He [God] made you in his image and when you properly fill your role, you will talk to others about how to live in his world, in the same way he’s spoken about it to you.

On community: 

The same grace that embraces me also calls me to share my life with people who are dramatically different from me and to live with them in small groups of people that look remarkably like that first one 2000 years ago.

Second is Susan Cain’s book, Quiet. I’ve mentioned it on here previously, and it’s a dense book that will take some time to peruse. I was drawn to read it because I find myself both longing for quiet in a way I haven’t before (probably something to do with the constant noise involved in staying at home with twin toddlers), and I also find myself drawn to introversion as a way of re-energizing rather than big groups of people. I’m a mix of both, to be sure, but I am increasingly embracing my “inner nerd” whose ideal day would be spent in a quiet coffee shop reading a few really good books, and then writing about it. Thanks for providing me with an audience. 

The final book in my stack is along the lines of funny-parenting-real-memoir, Carry On, Warrior, by Glennon Doyle Melton of Momastery. She is telling her story, and telling it in a brave, vulnerable way that invites me to do the same. And in a way that all of us can relate to. She begins by talking about what began this journey for her: opening up about her less-than-ideal past (that included addictions and jail) to a fellow mom while at a playdate on a playground. Now how’s that for inspiration to have different sorts of conversations the next time you gather with a friend? From her intro – an invitation to all of us –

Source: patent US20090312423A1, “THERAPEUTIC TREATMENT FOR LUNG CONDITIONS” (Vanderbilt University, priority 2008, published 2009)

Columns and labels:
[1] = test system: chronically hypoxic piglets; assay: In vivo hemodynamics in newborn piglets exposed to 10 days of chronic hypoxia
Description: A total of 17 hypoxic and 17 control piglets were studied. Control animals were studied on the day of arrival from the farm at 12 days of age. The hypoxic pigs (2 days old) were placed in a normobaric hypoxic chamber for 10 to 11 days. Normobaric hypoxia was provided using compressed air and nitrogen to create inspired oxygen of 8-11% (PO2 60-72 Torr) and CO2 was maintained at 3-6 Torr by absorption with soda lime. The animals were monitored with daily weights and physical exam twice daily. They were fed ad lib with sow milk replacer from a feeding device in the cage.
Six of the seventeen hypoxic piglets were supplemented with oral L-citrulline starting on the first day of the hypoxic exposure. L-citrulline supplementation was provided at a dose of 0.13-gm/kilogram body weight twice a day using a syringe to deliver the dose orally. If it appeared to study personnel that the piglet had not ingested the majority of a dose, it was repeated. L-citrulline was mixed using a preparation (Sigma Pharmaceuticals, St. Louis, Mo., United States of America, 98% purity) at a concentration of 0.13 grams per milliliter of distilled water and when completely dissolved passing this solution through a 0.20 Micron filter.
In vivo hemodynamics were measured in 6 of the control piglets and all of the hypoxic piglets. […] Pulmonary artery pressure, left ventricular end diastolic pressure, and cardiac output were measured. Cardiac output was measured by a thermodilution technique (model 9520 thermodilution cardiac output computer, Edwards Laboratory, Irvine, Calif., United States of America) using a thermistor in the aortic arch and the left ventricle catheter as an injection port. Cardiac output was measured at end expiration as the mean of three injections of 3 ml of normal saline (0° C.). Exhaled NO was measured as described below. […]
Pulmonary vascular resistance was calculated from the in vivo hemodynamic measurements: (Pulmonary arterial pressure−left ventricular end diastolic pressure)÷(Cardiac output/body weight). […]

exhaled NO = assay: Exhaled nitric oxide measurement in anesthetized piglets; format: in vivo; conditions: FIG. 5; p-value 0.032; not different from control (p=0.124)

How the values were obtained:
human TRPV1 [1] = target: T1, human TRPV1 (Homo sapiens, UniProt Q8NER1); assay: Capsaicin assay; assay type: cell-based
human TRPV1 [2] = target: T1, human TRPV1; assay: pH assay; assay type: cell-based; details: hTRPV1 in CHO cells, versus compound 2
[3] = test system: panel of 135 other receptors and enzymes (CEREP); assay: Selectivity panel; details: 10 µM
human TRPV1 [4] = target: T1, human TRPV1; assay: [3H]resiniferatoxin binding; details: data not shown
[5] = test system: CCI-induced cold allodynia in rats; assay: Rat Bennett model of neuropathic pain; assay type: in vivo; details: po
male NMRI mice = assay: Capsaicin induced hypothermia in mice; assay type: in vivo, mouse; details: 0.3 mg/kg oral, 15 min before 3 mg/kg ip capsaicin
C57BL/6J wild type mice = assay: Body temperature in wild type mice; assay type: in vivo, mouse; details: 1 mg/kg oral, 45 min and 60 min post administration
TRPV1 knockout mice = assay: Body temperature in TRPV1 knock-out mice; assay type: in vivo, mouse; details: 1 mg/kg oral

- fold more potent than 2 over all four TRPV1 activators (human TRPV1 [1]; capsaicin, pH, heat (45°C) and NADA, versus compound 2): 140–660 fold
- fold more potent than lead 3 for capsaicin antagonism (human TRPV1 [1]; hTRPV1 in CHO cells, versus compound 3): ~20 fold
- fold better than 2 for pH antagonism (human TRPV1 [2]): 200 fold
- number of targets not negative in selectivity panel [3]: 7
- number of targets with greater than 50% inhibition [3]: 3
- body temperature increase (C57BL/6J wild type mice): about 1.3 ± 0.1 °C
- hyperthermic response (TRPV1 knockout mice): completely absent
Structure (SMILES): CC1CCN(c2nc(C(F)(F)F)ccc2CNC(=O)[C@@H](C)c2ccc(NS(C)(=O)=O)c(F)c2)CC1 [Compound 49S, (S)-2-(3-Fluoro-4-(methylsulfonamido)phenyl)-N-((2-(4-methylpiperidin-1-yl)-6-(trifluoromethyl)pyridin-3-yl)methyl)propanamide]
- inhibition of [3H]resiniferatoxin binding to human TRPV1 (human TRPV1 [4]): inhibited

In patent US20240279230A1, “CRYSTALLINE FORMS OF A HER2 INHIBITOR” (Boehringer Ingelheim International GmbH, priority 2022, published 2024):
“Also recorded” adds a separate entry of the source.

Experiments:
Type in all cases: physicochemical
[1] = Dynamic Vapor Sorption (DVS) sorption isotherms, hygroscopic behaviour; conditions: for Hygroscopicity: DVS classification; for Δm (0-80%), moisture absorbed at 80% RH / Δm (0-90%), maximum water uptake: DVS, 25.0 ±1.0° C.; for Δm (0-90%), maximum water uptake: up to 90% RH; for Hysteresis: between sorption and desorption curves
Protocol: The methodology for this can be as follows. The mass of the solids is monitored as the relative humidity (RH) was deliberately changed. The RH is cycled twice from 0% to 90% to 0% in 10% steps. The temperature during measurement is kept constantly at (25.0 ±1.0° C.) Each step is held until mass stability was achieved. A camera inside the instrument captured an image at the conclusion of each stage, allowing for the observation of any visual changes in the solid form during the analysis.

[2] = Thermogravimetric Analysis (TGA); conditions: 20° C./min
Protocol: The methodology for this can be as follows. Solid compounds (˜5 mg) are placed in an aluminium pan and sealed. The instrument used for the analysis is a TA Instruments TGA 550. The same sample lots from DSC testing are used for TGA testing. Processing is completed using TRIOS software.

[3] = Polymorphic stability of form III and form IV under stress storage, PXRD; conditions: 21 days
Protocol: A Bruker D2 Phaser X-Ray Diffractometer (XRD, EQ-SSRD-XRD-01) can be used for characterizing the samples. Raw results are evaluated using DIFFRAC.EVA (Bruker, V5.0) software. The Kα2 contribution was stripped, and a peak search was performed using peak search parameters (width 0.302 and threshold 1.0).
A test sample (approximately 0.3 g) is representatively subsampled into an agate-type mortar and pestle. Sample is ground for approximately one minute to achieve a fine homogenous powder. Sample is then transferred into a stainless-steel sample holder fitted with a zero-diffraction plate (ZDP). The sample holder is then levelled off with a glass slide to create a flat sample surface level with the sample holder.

The more I opened my heart to the folks in my circles, the more convinced I became that life is equal parts brutal and beautiful. And/Both. Life is brutiful. Like stars in a dark sky. Sharing life’s brutiful is what makes us feel less alone and afraid. The truth can’t be stuffed down with food or booze or exercise or work or cutting or shopping for long. Hiding from the truth causes its own unique pain, and it’s lonely pain. Life is hard — not because we’re doing it wrong, just because it’s hard. It’s okay to talk, write, paint, or cry about that. It helps.

9 things I learned in July

This is a fun link-up I’m enjoying on a monthly basis, from Emily Freeman over at Chatting At The Sky. Love her blog, her book, her link-ups. Love that she’s also a mom of twins and that I have some teeny tiny connection to her through her friendship with my BFF, Katherine.

Drumroll please? Here you are …

1. David Kirk and Daniel Kirk are two different author/illustrators of children’s books. David  is of the “Miss Spider’s Tea Party” fame; Daniel created “Sam the Library Mouse” series. Both series are favorite picks from the library for my girls (and for me to read – please, no more Dr. Seuss, can I get an “Amen?”).